5. The Right to Get a List of the Disclosures I Have Made. You have the right to request a list of instances in which I have disclosed your PHI for purposes other than treatment, payment, or health care operations, or for which you provided me with an Authorization. I will respond to your request for an accounting of disclosures within 60 days of receiving your request. The list I will give you will include disclosures made in the last six years unless you request a shorter time. I will provide the list to you at no charge, but if you make more than one request in the same year, I will charge you a reasonable cost based fee for each additional request.
6. The Right to Correct or Update Your PHI. If you believe that there is a mistake in your PHI, or that a piece of important information is missing from your PHI, you have the right to request that I correct the existing information or add the missing information. I may say “no” to your request, but I will tell you why in writing within 60 days of receiving your request.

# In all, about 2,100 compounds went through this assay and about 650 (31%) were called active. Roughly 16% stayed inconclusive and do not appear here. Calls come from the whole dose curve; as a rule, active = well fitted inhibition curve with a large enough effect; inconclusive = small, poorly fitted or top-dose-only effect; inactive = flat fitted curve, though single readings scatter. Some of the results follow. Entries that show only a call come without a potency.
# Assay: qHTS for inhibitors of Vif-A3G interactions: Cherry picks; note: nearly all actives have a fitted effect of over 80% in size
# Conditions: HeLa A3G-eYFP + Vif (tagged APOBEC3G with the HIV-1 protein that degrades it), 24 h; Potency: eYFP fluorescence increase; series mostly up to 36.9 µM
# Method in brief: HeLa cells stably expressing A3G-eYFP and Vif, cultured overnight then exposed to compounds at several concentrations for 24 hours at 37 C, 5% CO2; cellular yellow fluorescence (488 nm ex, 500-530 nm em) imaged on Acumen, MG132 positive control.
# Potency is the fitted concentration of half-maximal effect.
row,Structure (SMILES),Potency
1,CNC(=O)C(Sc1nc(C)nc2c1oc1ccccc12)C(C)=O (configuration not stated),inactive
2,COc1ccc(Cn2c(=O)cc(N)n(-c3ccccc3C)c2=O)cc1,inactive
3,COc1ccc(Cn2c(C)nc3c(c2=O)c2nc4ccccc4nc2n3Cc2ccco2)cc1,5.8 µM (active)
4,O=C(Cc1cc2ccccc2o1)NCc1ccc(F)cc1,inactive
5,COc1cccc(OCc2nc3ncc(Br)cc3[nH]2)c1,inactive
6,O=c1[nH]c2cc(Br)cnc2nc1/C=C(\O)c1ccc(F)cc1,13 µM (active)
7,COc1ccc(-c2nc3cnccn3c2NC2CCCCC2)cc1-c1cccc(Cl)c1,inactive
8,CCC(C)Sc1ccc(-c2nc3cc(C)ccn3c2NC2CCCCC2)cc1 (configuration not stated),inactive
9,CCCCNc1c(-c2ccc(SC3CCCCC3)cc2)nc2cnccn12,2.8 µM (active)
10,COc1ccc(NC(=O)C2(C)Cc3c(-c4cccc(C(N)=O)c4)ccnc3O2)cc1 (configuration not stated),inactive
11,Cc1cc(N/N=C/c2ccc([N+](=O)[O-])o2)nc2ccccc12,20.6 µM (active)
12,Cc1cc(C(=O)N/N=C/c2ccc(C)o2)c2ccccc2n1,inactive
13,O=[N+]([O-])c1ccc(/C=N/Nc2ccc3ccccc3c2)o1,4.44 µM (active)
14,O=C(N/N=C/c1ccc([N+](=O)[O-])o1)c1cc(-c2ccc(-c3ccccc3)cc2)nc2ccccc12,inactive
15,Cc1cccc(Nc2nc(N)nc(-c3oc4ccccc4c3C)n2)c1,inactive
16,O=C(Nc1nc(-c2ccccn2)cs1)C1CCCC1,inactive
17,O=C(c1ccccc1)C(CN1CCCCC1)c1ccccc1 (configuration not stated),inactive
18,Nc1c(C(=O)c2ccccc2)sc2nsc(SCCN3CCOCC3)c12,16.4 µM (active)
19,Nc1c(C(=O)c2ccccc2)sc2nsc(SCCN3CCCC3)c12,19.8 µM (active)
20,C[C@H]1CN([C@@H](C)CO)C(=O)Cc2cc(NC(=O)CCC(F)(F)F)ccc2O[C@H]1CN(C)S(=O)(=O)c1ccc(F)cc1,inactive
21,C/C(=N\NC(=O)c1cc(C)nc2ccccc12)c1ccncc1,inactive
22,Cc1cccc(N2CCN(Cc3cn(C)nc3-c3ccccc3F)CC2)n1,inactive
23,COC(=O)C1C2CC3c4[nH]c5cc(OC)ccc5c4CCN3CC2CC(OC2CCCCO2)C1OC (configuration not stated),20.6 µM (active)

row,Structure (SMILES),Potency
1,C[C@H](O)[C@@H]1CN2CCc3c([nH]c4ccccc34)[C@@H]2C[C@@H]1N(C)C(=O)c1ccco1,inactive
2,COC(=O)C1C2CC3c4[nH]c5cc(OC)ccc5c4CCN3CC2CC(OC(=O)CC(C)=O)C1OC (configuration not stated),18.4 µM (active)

7. The Right to Get a Paper or Electronic Copy of this Notice. You have the right get a paper copy of this Notice, and you have the right to get a copy of this notice by e-mail. And, even if you have agreed to receive this Notice via e-mail, you also have the right to request a paper copy of it.
Disclosures to family, friends, or others. I may provide your PHI to a family member, friend, or other person that you indicate is involved in your care or the payment for your health care, unless you object in whole or in part. The opportunity to consent may be obtained retroactively in emergency situations.
Subject to certain limitations in the law, I can use and disclose your PHI without your Authorization for the following reasons: